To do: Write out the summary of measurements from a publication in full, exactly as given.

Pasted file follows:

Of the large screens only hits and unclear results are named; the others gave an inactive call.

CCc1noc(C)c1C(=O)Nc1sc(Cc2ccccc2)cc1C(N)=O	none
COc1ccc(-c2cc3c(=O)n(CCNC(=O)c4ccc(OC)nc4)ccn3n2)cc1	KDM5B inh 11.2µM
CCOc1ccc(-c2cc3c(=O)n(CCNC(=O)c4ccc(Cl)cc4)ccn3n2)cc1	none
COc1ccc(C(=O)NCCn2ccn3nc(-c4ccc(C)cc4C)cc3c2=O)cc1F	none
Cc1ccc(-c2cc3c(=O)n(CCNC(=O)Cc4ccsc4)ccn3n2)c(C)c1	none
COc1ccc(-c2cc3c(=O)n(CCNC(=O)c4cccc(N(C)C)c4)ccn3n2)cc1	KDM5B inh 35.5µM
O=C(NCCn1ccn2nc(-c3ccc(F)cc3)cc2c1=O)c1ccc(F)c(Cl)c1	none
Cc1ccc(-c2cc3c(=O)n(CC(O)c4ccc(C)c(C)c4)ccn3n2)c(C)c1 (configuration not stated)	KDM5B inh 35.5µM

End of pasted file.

Of the large screens only hits and unclear results are named; the others gave an inactive call.

CCc1noc(C)c1C(=O)Nc1sc(Cc2ccccc2)cc1C(N)=O	none
COc1ccc(-c2cc3c(=O)n(CCNC(=O)c4ccc(OC)nc4)ccn3n2)cc1	KDM5B inh 11.2µM
CCOc1ccc(-c2cc3c(=O)n(CCNC(=O)c4ccc(Cl)cc4)ccn3n2)cc1	none
COc1ccc(C(=O)NCCn2ccn3nc(-c4ccc(C)cc4C)cc3c2=O)cc1F	none
Cc1ccc(-c2cc3c(=O)n(CCNC(=O)Cc4ccsc4)ccn3n2)c(C)c1	none
COc1ccc(-c2cc3c(=O)n(CCNC(=O)c4cccc(N(C)C)c4)ccn3n2)cc1	KDM5B inh 35.5µM
O=C(NCCn1ccn2nc(-c3ccc(F)cc3)cc2c1=O)c1ccc(F)c(Cl)c1	none
Cc1ccc(-c2cc3c(=O)n(CC(O)c4ccc(C)c(C)c4)ccn3n2)c(C)c1 (configuration not stated)	KDM5B inh 35.5µM